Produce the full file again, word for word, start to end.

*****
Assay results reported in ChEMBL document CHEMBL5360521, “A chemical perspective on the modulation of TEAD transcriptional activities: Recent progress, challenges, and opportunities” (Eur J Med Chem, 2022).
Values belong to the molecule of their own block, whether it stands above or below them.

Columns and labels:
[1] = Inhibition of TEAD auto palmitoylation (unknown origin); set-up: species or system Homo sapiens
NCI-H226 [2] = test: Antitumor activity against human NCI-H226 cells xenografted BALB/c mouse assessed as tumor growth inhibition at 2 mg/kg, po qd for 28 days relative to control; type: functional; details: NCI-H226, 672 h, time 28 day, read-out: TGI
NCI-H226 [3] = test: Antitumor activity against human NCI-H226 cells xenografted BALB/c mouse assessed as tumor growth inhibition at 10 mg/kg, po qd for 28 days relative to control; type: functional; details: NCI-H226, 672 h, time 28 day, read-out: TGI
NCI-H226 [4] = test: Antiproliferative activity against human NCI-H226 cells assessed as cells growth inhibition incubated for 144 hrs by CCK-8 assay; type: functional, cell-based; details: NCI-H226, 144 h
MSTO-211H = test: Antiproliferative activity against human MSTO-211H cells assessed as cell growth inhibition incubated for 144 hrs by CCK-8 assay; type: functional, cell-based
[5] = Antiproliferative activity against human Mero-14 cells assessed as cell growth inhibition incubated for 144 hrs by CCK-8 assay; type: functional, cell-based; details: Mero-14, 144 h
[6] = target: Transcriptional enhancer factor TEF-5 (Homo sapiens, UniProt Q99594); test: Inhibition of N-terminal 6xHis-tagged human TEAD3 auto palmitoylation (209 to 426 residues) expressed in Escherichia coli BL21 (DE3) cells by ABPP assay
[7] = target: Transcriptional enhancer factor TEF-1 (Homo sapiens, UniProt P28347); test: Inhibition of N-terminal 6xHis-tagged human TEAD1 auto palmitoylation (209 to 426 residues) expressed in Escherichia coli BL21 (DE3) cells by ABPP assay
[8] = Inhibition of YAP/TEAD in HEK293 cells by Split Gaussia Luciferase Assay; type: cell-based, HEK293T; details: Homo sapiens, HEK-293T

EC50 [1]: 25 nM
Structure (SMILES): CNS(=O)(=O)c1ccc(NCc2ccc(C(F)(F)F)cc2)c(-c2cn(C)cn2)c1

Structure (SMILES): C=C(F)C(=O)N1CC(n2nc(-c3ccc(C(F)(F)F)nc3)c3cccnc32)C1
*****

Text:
Assay results reported in ChEMBL document CHEMBL5360521, “A chemical perspective on the modulation of TEAD transcriptional activities: Recent progress, challenges, and opportunities” (Eur J Med Chem, 2022).
Values belong to the molecule of their own block, whether it stands above or below them.

Columns and labels:
[1] = Inhibition of TEAD auto palmitoylation (unknown origin); set-up: species or system Homo sapiens
NCI-H226 [2] = test: Antitumor activity against human NCI-H226 cells xenografted BALB/c mouse assessed as tumor growth inhibition at 2 mg/kg, po qd for 28 days relative to control; type: functional; details: NCI-H226, 672 h, time 28 day, read-out: TGI
NCI-H226 [3] = test: Antitumor activity against human NCI-H226 cells xenografted BALB/c mouse assessed as tumor growth inhibition at 10 mg/kg, po qd for 28 days relative to control; type: functional; details: NCI-H226, 672 h, time 28 day, read-out: TGI
NCI-H226 [4] = test: Antiproliferative activity against human NCI-H226 cells assessed as cells growth inhibition incubated for 144 hrs by CCK-8 assay; type: functional, cell-based; details: NCI-H226, 144 h
MSTO-211H = test: Antiproliferative activity against human MSTO-211H cells assessed as cell growth inhibition incubated for 144 hrs by CCK-8 assay; type: functional, cell-based
[5] = Antiproliferative activity against human Mero-14 cells assessed as cell growth inhibition incubated for 144 hrs by CCK-8 assay; type: functional, cell-based; details: Mero-14, 144 h
[6] = target: Transcriptional enhancer factor TEF-5 (Homo sapiens, UniProt Q99594); test: Inhibition of N-terminal 6xHis-tagged human TEAD3 auto palmitoylation (209 to 426 residues) expressed in Escherichia coli BL21 (DE3) cells by ABPP assay
[7] = target: Transcriptional enhancer factor TEF-1 (Homo sapiens, UniProt P28347); test: Inhibition of N-terminal 6xHis-tagged human TEAD1 auto palmitoylation (209 to 426 residues) expressed in Escherichia coli BL21 (DE3) cells by ABPP assay
[8] = Inhibition of YAP/TEAD in HEK293 cells by Split Gaussia Luciferase Assay; type: cell-based, HEK293T; details: Homo sapiens, HEK-293T

EC50 [1]: 25 nM
Structure (SMILES): CNS(=O)(=O)c1ccc(NCc2ccc(C(F)(F)F)cc2)c(-c2cn(C)cn2)c1

Structure (SMILES): C=C(F)C(=O)N1CC(n2nc(-c3ccc(C(F)(F)F)nc3)c3cccnc32)C1